Texas Ed: Comments on Education from Texas

September 26, 2005

HO: Hats Off

Filed under: education — texased @ 7:50 pm
Hats Off

Judges Version
Problem Source:

This is a hands-on problem. You have one minute to determine which team members will solve the problem.

JUDGE READS TO TEAM (after participants are determined):

You will have 7 minutes to complete this problem. You may talk or ask questions at any time; however, time continues. At the end of 7 minutes, you will have one minute to present your solution to be scored.

Your problem is to design a hat that will have an alternative function when not being worn. You must use the materials given to design you hat. No other materials may be used.

Score will be as follows:

  • 1-20 points for creativity of the hat
  • 1-20 points for creativity of the alternate use
  • 1-20 points for team work
  • 1-20 point for presentation of solution

Materials and Setup

Give each team the following materials.

  • 2 paper bags
  • 3 paper plates
  • 5 cottenballs
  • 3 pipe cleaners
  • 5 styrofoam cups
  • 10 paper clips
  • 12 inches of string
  • 3 mailing labels
  • Scissors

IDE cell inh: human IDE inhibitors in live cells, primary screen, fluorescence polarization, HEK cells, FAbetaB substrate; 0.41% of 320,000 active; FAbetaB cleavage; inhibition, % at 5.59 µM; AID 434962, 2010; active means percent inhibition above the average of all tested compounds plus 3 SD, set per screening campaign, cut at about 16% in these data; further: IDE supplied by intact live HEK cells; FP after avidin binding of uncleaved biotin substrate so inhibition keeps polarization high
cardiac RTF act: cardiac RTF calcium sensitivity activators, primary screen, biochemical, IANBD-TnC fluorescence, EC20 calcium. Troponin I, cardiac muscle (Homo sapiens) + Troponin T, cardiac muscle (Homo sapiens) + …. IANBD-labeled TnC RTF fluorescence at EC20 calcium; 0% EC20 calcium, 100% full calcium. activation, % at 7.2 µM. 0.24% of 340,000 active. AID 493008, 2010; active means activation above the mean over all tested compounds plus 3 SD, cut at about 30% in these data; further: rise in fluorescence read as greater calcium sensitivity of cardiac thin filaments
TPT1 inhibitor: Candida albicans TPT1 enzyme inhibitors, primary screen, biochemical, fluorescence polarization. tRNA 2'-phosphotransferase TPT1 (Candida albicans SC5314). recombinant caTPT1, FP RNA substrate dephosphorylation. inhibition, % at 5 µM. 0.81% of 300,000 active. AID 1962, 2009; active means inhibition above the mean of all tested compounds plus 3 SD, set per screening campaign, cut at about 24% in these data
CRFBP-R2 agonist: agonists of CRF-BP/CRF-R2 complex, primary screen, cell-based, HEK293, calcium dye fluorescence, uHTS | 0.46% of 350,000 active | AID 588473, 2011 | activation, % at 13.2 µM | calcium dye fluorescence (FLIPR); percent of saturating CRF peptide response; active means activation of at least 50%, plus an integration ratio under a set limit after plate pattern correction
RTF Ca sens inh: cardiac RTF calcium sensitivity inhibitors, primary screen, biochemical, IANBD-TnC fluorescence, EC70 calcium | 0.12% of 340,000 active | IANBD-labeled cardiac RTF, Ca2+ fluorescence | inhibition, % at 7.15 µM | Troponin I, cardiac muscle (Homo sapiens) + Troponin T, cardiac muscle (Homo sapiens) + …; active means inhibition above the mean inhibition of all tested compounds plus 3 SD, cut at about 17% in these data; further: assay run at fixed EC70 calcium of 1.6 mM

• Two colored markers or crayons
  • 10 pieces of spaghetti

Scoring Grid

Item Quantity Value Total
Creativity of the hat 1 – 20
Creativity of the alternate use 1 – 20
Team Work 1 – 20
Presentation 1 – 20

September 13, 2005

Baseball Cards

Filed under: education — texased @ 9:43 am

I use this activity as a way for kids to get to know each other, display creativity, and learn about revision. I ask the kids to create a “baseball card” for themselves. All I require is that it include their name and phone number since these will be distributed to all the other team members for contact information. When they bring their cards, we go over them as a group pointing out the different features of each card. I’ve seen everything from drawn pictures taped to index cards to computer generated cards.

After reveiwing the cards, you can take one of two approaches. In the past, I’ve asked them to redo their cards for next week and bring enough for everyone in the group to have one. The point is that no matter how good a card is, there is room for improvement. It’s also a way to find out how much effort each member is willing to put into improving their card. This year, I’m going to ask the teams to review the cards and decide on a format that all the cards should follow. Since I haven’t actually reached this point, all I can say is that I hope that this will be the start of learning group decision-making and accepting other people’s ideas. We’ll see.

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